Characterization of human invariant natural killer T subsets in health and disease using a novel invariant natural killer T cell-clonotypic monoclonal antibody, 6B11

Authors


Dr C. J. Montoya, Group of Immunovirology, University of Antioquia, Calle 62, no. 52-29, Torre 2, Laboratory 532, Medellin, Colombia.
Email: cjmonto@epm.net.co
Senior author: S. Brian Wilson,
email: bwilson@rics.bwh.harvard.edu

Summary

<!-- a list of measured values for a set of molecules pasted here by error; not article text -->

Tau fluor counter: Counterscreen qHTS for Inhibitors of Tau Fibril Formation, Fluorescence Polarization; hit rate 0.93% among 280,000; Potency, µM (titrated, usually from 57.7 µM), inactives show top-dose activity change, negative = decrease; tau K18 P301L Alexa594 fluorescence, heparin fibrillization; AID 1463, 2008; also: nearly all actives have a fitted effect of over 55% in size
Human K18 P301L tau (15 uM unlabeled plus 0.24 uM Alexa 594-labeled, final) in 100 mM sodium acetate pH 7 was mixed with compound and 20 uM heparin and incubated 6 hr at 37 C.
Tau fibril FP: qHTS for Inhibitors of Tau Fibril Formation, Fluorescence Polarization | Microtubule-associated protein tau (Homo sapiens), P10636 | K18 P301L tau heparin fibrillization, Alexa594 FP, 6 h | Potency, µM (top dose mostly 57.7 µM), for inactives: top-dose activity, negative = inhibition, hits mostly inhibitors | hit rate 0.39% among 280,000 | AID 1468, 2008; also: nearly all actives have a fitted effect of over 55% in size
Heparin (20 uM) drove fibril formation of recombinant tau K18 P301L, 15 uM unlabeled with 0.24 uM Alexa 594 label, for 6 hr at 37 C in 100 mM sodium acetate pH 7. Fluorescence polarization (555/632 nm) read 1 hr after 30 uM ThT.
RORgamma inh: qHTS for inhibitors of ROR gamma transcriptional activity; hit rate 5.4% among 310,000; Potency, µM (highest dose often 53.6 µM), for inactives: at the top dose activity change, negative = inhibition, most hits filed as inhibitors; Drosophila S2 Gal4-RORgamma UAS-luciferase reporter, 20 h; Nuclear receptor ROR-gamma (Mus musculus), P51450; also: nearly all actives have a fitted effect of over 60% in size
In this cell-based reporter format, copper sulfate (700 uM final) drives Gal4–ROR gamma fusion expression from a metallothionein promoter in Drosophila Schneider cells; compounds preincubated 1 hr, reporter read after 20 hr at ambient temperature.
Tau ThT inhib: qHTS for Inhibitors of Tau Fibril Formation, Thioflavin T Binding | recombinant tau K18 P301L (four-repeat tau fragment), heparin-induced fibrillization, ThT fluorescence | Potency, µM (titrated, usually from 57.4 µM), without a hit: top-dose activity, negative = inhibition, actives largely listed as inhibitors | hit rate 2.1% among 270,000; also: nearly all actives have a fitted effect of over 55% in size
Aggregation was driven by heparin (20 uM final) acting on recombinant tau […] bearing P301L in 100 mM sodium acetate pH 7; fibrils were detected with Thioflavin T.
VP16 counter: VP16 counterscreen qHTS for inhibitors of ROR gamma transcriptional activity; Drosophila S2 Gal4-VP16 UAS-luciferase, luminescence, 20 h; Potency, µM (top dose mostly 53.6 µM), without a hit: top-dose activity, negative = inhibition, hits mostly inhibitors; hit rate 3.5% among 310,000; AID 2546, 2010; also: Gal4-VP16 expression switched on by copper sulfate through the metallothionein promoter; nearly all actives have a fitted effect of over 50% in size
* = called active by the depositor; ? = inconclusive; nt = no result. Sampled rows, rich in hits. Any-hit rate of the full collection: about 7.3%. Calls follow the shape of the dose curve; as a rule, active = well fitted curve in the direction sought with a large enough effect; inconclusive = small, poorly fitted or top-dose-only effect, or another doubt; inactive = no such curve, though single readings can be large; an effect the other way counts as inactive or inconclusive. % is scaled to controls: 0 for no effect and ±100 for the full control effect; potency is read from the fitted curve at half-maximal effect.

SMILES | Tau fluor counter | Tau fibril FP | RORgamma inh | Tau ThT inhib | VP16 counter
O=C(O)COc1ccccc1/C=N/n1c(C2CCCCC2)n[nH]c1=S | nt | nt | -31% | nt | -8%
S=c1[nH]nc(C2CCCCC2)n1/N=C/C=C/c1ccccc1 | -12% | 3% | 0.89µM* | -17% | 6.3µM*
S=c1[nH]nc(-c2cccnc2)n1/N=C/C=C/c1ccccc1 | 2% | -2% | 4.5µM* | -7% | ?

Identification of human CD1d-restricted T-cell receptor (TCR)-invariant natural killer T (iNKT) cells has been dependent on utilizing combinations of monoclonal antibodies or CD1d tetramers, which do not allow for the most specific analysis of this T-cell subpopulation. A novel monoclonal antibody (clone 6B11), specific for the invariant CDR3 loop of human canonical Vα24Jα18 TCR α chain, was developed and used to specifically characterize iNKT cells. In healthy individuals studied for up to 1 year, a wide but stable frequency of circulating iNKT cells (range: 0·01–0·92%) was observed, with no differences in frequency by gender. Four stable iNKT cell subsets were characterized in peripheral blood based on the expression of CD4 and CD8, with CD8+ iNKT cells being a phenotypic and functionally different subset from CD4+ and double negative iNKT cells; in particular, LAG-3 was preferentially expressed on CD8+ iNKT cells. In addition, a strong negative linear correlation between the frequency of total iNKT cells and percentage of the CD4+ subset was observed. In terms of their potential association with disease, patients at risk for type 1 diabetes had significantly expanded frequencies of double negative iNKT cells when compared to matched controls and first-degree relatives. Moreover, peripheral blood CD4+ iNKT cells were the highest producers of interleukin-4, while the production of interferon-γ and tumour necrosis factor-α was similar amongst all iNKT cell subsets. These differences in iNKT cell subsets suggest that in humans the relative ratio of iNKT cell subsets may influence susceptibility vs. resistance to immune-mediated diseases.

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